|Origin:||From the Singhalese words tura mali, roughly translated as stone with mixed colours.|
|Colour:||Almost every colour|
|Family:||Technically its own family, the tourmaline mineral group is a chemically complicated group of silicate minerals.|
|Hardness:||7 out of 10 on the Mohs Scale|
|Found in:||Many locations, with major deposits in Brazil, Sri Lanka and South Africa.|
SOMETHING FOR EVERYONE
While most gems will have a signature colour (for example, sapphire blue or emerald green), the most distinctive thing about tourmaline are its many colours! This extraordinary range earns it the title of most versatile gemstone in modern jewellery limited only by your personal taste and imagination.
Tourmaline is found all over the globe, and has enjoyed a long and, well, colourful history. Ancient Egyptians big fans of coloured gems believed that tourmaline had passed through a rainbow and had subsequently adopted all of its colours. Even within one stone, tourmalines can exhibit bi-coloured or multi-coloured properties, further enhancing this reputation. Some tourmalines with certain unique properties even get their own names such as the stable-red rubellite.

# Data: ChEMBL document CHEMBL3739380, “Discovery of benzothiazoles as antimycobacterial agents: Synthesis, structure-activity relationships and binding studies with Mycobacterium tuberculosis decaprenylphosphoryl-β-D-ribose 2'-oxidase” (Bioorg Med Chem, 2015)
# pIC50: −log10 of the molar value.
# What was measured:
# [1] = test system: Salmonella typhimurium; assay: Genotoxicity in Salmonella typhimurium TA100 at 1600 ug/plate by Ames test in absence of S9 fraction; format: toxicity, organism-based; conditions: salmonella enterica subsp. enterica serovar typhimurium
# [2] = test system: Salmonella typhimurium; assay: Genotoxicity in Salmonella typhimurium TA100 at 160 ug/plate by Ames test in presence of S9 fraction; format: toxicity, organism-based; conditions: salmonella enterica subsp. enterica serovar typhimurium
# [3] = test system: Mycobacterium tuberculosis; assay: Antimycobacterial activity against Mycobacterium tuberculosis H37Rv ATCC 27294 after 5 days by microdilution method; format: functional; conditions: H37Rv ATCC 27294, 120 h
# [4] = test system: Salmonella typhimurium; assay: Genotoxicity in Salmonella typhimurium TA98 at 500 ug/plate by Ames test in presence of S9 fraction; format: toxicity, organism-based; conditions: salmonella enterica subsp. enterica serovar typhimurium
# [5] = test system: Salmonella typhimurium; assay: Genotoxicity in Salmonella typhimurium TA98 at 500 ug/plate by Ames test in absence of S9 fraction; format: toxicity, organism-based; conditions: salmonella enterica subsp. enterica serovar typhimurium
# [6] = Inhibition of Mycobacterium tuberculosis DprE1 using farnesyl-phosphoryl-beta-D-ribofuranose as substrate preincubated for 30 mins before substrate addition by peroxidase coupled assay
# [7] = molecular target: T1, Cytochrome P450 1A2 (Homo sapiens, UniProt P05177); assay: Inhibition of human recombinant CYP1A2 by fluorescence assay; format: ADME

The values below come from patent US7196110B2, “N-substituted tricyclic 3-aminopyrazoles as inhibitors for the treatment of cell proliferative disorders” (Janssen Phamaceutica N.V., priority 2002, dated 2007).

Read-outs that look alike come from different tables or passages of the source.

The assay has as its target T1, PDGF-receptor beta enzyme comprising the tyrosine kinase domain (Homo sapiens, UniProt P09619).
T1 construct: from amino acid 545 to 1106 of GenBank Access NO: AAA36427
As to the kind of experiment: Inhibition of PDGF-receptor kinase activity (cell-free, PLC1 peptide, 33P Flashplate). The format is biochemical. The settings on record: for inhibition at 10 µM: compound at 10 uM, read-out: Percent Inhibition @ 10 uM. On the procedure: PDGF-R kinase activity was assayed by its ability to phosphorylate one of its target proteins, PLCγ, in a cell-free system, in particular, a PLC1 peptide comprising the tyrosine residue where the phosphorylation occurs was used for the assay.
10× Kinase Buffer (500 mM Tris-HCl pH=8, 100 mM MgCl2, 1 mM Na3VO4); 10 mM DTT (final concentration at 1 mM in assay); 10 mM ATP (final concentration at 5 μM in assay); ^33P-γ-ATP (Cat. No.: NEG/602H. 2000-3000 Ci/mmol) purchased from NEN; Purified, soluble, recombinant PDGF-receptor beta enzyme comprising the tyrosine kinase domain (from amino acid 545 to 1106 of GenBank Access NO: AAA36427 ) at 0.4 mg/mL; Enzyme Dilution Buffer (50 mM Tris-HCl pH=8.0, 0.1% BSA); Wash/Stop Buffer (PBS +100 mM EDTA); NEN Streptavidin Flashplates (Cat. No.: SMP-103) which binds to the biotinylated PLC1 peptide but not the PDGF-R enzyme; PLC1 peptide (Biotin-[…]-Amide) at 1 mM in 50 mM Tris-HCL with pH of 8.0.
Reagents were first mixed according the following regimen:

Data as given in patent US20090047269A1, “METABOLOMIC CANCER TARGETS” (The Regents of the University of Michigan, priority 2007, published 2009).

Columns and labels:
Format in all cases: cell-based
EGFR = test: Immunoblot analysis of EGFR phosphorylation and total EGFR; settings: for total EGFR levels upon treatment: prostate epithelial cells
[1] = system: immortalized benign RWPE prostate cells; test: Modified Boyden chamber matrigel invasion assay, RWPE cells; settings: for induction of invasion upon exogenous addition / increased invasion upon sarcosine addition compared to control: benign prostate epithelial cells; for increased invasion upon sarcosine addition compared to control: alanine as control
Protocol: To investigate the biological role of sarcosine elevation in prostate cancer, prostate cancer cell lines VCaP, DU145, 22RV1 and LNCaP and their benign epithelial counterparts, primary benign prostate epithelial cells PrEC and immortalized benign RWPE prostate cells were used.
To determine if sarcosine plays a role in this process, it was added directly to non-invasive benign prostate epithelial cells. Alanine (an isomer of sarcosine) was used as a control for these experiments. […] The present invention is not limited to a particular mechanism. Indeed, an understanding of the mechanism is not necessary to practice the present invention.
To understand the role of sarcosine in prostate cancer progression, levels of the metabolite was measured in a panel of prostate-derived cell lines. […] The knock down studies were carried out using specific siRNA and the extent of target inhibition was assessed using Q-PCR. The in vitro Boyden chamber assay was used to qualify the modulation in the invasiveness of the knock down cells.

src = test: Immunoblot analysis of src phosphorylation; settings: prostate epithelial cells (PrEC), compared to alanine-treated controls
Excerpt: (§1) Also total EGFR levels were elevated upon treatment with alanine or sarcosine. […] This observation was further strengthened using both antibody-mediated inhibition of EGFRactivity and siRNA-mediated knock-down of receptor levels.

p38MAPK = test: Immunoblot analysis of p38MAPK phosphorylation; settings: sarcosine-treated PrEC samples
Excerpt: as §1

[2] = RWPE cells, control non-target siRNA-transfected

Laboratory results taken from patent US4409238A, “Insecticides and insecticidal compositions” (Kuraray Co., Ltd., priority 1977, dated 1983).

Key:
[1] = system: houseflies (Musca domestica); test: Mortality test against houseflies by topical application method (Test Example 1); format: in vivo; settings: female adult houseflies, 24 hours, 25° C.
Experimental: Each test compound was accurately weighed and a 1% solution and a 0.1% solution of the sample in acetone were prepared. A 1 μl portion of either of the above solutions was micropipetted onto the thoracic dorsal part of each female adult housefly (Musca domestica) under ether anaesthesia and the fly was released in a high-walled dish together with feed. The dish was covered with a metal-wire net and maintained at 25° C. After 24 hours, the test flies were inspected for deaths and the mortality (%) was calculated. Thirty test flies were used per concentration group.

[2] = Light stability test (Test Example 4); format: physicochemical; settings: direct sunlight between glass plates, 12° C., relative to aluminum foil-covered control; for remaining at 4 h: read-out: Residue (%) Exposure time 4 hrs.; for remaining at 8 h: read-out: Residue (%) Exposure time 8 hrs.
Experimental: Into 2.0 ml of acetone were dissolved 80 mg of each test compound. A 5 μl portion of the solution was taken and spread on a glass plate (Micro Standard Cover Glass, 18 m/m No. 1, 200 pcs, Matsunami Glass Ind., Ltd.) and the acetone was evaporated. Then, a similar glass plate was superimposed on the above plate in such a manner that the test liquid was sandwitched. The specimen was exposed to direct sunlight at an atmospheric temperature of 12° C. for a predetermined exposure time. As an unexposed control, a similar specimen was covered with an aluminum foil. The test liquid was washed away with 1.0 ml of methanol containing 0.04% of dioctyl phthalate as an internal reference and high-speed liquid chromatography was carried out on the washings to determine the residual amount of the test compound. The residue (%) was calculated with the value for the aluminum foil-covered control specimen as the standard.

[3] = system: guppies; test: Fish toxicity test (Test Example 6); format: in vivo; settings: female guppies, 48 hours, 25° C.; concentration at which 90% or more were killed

Tourmaline is believed to represent electricity, giving its owner a charismatic spark. It is also associated with long-lasting love and friendship and will be sure to add colour to anyone's life! Whenever gold is found at the end of this rainbow (or any metal for that matter), it creates a truly special piece.
Some tourmaline is treated by irradiation to improve colour. This does not affect the stones value. Heavily included tourmaline may be treated to improve clarity (which can affect value).
Tourmaline is durable and should be cleaned using a soft cloth and some warm, soapy water. (It is also a good idea to have your tourmaline cleaned professionally every two years.) As with all precious stones, we suggest you avoid wearing your tourmaline whilst undertaking any vigorous activity. Check with your jeweller if you have any other questions or concerns.
One of the largest natural examples, from Brazil, weighs 191 carats and is a blue-green colour.